How manual combine loss corrections compare to auto-adjusting capabilities

harvesting swathed canola harvesting swathed canola harvesting swathed canola harvesting swathed canola

After working hard to maximize crop potential, minimize environmental stressors and manage weeds, diseases and insect pests, harvest is the last in-field chance to maximize your canola yields. Though working within a short timing window, briefly stopping to check for and reduce harvest losses out the back of the combine can further improve profitability for the current crop and reduce weed management for the subsequent year. Some agronomists are also able to help with this effort to minimize time spent on this task to make this effort even more cost-effective.

While the testing process could be use when harvesting all crops, the relative small seed weight of canola compared to material other than grain (MOG) during threshing makes setting a combine for canola almost more necessary than large-seed crops, like corn.

On-farm survey suggests opportunity to increase yield

The 2019 On-Farm Survey of Combine Grain Loss in Canola Across Western Canada project reported that temperature, relative humidity, and weather conditions had a significant impact on the 1.3 bu/ac losses (2.8% of total yield) out the back of the combine. More specifically that lower temperatures (below 23.0°C), higher relative humidity (above 45%) and cloudy weather were associated with significantly higher combine losses.

The recommended resolution to minimize losses was by adjusting any combination of fan speed, rotor/cylinder speed, concave clearance sieve openings, and ground speed of the combine. To ensure each adjustment is effective, losses would need to be checked again (manually and/or with the yield loss monitor in the combine) after each change to determine its impact and potentially readjust again.

Apply this on your farm

  1. Only make one adjustment at a time between retesting for losses
  2. Use the Harvest loss calculator when you are/your agronomist is testing for combine losses.
  3. Watch these harvest management videos on how to reduce combine losses
  4. Referencing this graphic, record successful settings and recalibrate regularly.
  5. Use the Combine optimization tool to troubleshoot additional issues.

Study to investigate performance improvement options

General combine loss study data table
There was a good representation of management details across the 22 test combines tested, which increases the applicability of the results to more farming operations.

The 2022 Quantifying combine auto-adjusting capabilities in canola study further investigated this topic by examining the impact of changing weather conditions during a typical harvest day on combine losses and the performance potential of combines with auto-adjusting settings while harvesting canola.

In this study, combine losses from straight cut (14 fields) and swathed canola (8 fields) were measured for 22 combines (of 14 different models and four different makes: Case IH, Claas, John Deere, and New Holland) from 13 producers throughout Saskatchewan and Manitoba. Half of the combines had auto-adjusting capabilities and half were manual adjusting. Drop pans were used to take samples (3 repetitions) at three times throughout the day (without providing this data to famers during the testing). Weather conditions at the time of testing ranged between 6-27oC and the relative humidity ranged between 20-80%.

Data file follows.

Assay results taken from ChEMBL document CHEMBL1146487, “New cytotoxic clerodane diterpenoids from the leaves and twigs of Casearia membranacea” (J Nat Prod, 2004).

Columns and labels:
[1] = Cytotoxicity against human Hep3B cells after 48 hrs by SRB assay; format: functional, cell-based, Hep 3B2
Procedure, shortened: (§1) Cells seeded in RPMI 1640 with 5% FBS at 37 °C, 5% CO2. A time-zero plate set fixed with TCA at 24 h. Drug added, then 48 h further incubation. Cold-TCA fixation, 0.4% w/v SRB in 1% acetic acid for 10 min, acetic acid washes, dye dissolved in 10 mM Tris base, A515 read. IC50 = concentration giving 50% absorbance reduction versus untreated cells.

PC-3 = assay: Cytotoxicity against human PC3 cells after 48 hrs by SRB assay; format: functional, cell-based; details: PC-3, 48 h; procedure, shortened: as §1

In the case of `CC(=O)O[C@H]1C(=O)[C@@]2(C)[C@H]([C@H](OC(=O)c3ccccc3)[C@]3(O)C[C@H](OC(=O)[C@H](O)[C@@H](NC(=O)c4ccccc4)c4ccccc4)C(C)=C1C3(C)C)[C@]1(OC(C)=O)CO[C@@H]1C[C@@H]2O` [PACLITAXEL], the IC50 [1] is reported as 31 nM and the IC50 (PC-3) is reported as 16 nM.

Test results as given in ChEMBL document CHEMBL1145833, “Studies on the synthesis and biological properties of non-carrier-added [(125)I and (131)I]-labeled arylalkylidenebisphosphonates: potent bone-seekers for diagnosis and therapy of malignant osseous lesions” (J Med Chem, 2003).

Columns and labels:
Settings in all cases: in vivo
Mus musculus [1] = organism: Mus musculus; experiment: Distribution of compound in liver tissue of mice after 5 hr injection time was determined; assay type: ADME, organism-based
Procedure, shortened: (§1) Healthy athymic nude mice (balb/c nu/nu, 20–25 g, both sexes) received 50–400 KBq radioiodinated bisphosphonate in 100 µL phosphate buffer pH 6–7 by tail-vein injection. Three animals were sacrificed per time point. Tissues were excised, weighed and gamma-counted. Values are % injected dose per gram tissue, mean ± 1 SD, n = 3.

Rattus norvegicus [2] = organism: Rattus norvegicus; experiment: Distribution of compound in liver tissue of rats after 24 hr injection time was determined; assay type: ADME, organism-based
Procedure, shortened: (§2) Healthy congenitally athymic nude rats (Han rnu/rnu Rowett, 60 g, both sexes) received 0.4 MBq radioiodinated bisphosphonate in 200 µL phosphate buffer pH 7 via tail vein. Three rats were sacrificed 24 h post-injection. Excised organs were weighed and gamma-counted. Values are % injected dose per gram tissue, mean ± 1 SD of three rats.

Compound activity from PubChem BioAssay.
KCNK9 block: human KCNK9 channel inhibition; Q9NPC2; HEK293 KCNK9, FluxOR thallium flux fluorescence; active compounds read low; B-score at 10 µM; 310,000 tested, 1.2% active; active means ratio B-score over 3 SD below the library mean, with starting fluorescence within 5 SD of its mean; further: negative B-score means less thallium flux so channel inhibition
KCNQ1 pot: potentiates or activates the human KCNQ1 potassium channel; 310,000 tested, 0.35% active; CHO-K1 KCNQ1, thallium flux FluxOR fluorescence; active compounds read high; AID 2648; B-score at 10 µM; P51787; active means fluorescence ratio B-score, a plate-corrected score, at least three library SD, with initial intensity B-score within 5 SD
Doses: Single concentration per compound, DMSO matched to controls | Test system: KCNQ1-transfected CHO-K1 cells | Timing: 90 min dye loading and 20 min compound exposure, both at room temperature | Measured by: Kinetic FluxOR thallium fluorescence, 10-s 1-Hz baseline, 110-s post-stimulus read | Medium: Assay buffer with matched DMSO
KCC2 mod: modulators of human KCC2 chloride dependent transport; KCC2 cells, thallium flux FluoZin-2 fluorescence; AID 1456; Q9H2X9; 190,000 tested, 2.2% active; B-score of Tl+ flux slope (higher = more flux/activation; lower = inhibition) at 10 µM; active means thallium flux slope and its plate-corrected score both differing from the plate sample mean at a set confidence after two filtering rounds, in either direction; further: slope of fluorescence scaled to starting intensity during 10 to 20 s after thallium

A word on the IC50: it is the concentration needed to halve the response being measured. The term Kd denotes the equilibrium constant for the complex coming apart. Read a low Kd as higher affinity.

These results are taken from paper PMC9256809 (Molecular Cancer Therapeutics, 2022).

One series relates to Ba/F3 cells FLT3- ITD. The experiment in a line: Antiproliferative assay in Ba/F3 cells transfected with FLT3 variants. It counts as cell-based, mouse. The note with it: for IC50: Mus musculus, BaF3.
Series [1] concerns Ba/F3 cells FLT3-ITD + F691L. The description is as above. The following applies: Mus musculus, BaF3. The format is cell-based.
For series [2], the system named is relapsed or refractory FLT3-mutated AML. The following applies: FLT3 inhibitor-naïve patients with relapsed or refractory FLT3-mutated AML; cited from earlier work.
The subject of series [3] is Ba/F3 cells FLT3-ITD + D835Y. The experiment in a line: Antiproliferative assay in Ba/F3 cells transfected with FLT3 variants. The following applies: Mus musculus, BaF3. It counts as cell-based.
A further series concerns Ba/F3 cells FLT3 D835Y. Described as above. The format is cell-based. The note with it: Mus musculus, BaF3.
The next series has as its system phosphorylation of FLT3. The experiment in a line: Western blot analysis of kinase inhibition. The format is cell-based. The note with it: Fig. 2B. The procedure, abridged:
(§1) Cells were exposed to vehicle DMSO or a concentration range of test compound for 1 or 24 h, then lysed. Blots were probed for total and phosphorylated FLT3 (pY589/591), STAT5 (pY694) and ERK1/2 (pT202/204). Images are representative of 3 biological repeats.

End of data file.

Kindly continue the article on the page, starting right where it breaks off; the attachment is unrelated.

Impact of changing weather conditions on combine losses

Key results from this experiment included:

Box and whisker graph for standard deviation of % yield loss for auto and manual adjusting combine types.
Box and whisker graph for standard deviation of % yield loss which shows that while auto-adjusting combines had a slightly (but not significantly) lower average variation in losses, they also had a much larger range in variation than the manually-adjusted combines.
  • The average combine losses ranged from 0.1 bu/ac to 10.6 bu/ac or 0.1% to 10.6% of total yield loss.
  • As average daily temperatures increased, yield loss variation increased, significantly. But variation of temperature and humidity throughout the day (represented by standard deviation) did not.
  • There was no significant difference between swathed and straight cut operations or different ground speeds tested.
  • Calendar date (ranging from September 9 to October 10) did not have a significant impact on losses.
  • Interestingly, while there was no significant difference between losses in auto-adjusting and manual-adjusting capabilities, there was much less variation in the losses for the manual adjusting combine types than the auto-adjusting types.

This indicates that checking for losses is important and auto-adjusting combines still need calibration and monitoring to ensure that they are properly responding to changing conditions. Overall, you need to know what is happening to make informed management decisions and any method of checking for losses is better than not checking at all.

Read further details in the final report.

Proposed further research

A future phase for this research could be to complete a side-by-side analysis of manual adjusting, auto adjusting, and no adjusting (as a control) in the same field on the same day to compare variation in losses for the same ambient conditions.

For more related research, check out these harvest management studies on the Canola Research Hub.

Uncover which weather conditions impact combine losses and how manual adjustments compare to auto-adjusting combine settings.
Quickly calculate combine seed losses with this online tool.

Videos, calculators and tools to save time testing

To make testing for harvest losses out the back of the combine as efficient and effective as possible, check out these CCC resources:

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